Therefore, the following guidelines are offered for the use of social networking and social media by employees of this news organization:

  • The integrity of the newsroom must be protected. The matter of integrity is currently being debated at the highest levels of journalism, but until any new values or codes of conduct are determined, we must rely on traditional rules in the defense of the tenets of ethical journalism, whether that be with the public or in a court of law. We do the best we can with regards to fairly and impartially reporting the news, and whenever and wherever you speak - as a representative of this newsroom - you must do so as representing those rules and traditions.

  • At the same time, however, we recognize that simply because you are an employee of this newsroom, it does not necessarily follow that every time and everywhere you speak, you do so as a representative of the newsroom. If, however, you choose this defense as justification for reaching beyond the accepted practices and tenets of contemporary ethical journalism in your interaction with people via social networking, you do so without the protection that accompanies living within those rules. In other words, you are on your own and cannot later try to represent that you were acting in accordance with the actual or implied approval of the newsroom.

  • We reject the suggestion that arguments and positions expressed by professional journalists disqualify them from fairly and impartially reporting the news. We believe that our audience not only understands but accepts this, and we will not allow special interests to exploit the artificial rigidity of the matter of objectivity to interpret for us what we mean. Fair means fair and impartial means impartial. We do our very best, but we make no pretense of perfection, and neither do we permit those with clear biases to call into question our effort simply because it furthers their position.

In the pursuit of truth, the concepts of fairness and impartially have been falsely twisted to assume that truth somehow always lies between two positions. We reject this as only benefiting those who wish to have their position considered equal to any other. We will vigorously defend this belief, regardless of its controversial nature, for we trust the public - our audience - to judge whether our reporting adequately considers the beliefs of the minority voice in matters of controversy.

Journalists answer to no one other than their readers. They will decide whether we are living up to the standards they expect, not a panel of experts, fellow journalists or the government through its courts. Our pledge to them is fair and impartial coverage of the news, not strict adherence to rigid beliefs imposed by special interests. Our voice is authentic and our methods are transparent.

  • You are all smart people. Use common sense when making friends or interacting with them, for what may seem innocent today could return to harm you or this newsroom in the future. If you discover an association that you believe might become compromising, simply end the relationship and move along. If such an association is brought to our attention, we will investigate and make recommendations, but it is not our goal to control with whom you have relationships; our strong preference is that you police yourselves and make smart decisions.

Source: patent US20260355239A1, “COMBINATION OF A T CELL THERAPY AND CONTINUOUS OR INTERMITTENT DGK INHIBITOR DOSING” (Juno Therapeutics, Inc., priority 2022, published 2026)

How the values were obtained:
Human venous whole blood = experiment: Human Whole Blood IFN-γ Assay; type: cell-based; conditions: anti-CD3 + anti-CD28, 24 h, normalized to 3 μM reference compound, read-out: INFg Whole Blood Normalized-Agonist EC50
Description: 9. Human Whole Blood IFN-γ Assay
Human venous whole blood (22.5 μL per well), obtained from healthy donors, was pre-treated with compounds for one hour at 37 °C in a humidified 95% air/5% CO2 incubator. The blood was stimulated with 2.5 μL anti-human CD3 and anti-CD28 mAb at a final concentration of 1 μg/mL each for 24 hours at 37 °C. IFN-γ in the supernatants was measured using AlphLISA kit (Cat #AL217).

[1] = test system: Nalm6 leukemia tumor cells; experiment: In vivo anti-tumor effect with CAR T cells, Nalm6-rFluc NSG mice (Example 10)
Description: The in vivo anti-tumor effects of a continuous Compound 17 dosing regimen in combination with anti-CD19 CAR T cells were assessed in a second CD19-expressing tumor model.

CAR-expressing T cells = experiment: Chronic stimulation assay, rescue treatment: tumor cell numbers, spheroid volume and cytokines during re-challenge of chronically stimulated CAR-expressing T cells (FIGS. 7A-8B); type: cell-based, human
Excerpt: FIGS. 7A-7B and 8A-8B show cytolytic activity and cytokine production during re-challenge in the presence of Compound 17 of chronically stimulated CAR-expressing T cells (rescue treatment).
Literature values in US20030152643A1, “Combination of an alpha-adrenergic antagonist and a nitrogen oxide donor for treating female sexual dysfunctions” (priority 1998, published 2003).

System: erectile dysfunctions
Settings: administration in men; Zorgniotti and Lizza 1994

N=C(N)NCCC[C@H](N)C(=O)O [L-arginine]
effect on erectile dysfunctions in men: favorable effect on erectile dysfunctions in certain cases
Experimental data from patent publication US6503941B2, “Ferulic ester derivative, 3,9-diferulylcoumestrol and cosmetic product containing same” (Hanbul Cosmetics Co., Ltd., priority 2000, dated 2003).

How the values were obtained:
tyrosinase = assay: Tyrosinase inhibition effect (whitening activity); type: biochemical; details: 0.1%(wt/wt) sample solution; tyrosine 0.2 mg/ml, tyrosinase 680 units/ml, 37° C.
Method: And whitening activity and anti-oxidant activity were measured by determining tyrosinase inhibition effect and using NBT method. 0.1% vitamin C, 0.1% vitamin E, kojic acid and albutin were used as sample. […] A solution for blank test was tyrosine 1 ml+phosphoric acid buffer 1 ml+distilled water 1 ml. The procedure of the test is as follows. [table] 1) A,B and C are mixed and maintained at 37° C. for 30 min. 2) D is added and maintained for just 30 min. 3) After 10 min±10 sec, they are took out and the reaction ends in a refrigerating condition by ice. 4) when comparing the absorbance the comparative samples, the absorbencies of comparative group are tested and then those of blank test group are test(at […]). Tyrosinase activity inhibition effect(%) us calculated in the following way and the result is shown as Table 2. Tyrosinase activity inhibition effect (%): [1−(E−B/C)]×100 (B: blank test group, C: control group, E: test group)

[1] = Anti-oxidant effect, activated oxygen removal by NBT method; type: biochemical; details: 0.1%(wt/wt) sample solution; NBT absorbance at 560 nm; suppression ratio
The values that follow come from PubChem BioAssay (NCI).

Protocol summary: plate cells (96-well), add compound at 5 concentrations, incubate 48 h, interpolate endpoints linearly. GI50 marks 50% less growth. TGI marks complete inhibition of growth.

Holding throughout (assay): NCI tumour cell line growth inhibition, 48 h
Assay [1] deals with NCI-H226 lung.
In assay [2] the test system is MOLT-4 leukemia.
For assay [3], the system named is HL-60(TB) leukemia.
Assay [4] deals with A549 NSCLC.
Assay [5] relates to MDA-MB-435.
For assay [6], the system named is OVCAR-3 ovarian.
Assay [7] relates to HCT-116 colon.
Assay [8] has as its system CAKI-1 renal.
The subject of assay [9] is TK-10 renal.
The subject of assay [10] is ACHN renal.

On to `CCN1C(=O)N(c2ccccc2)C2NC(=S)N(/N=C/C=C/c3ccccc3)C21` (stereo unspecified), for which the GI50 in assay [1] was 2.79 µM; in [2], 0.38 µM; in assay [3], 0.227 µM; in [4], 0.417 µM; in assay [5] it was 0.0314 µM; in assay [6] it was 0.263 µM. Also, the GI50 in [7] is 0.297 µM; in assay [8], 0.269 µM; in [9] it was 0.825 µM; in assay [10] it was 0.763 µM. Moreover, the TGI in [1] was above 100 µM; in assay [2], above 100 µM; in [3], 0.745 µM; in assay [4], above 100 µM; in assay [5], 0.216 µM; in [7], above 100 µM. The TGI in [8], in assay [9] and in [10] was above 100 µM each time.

• Criticize your employer or your co-workers at your own risk. Likewise, publicly display untoward behavior or otherwise embarrass yourself and your employer at your own risk. The Web is only private up to a point, and our organization is no different than others who will by any means disassociate themselves from public embarrassments caused by employees.

  • Use social networking and social media to develop and nurture your personal brands. You are encouraged to link back to us wherever possible, for that strengthens our brand, but we accept that your use of social networking and social media potentially benefits you far more than it does us. However, we think that strong personal brands make for a strong traditional media brand. The success of publications such as The Huffington Post suggest an audience for people following the individual brands that make up the whole, and we would be foolish to stifle that without careful consideration of its potential long term benefits first.

In closing, let us reiterate the opaque nature of social networking’s future as it relates to journalism and our belief that we need most of all to remain adaptive and flexible at this time. Social networking and the personal media revolution have already altered journalism forever, and regardless of where it’s all going, our wish is to be relevant in the end. We need your help and cooperation to do that.